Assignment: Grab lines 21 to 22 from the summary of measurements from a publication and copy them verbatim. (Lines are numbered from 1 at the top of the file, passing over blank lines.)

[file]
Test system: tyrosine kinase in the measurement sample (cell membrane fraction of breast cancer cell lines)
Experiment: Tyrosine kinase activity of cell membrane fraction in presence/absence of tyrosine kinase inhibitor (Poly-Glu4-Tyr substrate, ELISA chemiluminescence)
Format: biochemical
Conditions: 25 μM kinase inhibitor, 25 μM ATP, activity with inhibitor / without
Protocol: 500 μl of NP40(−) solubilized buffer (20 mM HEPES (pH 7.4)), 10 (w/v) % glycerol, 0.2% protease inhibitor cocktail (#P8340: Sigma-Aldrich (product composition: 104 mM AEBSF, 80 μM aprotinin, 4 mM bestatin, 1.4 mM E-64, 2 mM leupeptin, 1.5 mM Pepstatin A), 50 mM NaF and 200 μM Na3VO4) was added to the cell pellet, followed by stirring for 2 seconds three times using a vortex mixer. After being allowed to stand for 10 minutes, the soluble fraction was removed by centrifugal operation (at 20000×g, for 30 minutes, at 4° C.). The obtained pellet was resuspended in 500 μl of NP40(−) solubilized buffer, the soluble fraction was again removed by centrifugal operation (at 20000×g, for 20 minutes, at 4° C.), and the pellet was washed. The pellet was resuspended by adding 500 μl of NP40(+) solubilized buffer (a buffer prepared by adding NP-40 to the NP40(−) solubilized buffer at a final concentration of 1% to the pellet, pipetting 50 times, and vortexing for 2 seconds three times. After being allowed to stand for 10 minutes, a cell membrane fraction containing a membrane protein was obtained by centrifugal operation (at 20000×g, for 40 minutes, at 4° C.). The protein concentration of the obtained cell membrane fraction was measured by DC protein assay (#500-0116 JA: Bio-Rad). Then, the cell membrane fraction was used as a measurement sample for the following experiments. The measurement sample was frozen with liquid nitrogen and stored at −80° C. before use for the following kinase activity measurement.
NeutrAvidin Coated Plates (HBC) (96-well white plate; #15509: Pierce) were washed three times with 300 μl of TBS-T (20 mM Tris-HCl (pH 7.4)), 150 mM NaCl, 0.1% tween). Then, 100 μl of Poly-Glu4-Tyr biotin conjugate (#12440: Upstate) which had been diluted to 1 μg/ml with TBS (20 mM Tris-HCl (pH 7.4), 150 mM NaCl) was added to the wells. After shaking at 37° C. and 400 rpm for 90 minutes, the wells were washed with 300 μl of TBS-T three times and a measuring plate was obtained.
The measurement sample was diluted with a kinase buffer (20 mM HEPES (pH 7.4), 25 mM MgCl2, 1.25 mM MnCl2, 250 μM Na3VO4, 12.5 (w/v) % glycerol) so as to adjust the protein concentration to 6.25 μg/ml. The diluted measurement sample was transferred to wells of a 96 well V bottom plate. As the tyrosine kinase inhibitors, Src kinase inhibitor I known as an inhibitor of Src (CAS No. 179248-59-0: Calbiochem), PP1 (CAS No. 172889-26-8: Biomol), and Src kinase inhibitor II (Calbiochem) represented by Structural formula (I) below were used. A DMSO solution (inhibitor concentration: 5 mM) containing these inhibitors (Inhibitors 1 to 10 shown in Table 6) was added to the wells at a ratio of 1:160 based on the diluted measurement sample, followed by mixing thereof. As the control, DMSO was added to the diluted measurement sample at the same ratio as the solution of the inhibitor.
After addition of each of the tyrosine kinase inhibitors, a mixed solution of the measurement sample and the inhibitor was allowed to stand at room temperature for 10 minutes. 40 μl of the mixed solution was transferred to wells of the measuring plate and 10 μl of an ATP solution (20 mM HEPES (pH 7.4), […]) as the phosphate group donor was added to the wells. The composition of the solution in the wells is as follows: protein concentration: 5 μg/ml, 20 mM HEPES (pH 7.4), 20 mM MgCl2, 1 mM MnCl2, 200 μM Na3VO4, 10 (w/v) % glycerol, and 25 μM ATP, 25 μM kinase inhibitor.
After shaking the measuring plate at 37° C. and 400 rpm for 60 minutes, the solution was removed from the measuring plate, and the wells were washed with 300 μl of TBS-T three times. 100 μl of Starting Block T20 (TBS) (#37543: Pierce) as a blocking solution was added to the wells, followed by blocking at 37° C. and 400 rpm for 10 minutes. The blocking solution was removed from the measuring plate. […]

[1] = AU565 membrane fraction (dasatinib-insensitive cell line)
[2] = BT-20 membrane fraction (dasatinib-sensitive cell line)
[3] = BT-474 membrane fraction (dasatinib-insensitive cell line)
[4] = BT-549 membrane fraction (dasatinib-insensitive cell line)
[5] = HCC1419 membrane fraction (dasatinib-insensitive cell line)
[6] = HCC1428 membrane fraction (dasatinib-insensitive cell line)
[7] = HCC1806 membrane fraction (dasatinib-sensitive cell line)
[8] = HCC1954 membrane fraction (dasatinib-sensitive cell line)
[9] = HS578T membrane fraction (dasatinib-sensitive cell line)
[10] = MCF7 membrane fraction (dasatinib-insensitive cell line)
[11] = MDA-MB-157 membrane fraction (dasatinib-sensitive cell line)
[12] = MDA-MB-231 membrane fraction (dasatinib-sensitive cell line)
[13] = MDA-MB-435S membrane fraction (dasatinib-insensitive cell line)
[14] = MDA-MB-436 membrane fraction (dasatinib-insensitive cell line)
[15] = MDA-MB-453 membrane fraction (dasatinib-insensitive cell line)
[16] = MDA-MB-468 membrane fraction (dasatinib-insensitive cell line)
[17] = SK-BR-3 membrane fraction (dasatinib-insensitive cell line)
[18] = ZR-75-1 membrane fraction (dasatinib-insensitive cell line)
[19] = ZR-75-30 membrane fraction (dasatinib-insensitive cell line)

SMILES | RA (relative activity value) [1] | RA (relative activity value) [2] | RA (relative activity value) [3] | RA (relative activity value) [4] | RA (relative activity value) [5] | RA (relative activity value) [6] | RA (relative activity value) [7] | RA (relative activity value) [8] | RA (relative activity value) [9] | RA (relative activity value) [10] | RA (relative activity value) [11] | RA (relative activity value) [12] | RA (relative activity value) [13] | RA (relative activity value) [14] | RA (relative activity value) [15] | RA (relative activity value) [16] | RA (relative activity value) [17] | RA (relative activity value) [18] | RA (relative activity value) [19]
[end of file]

[12] = MDA-MB-231 membrane fraction (dasatinib-sensitive cell line)
[13] = MDA-MB-435S membrane fraction (dasatinib-insensitive cell line)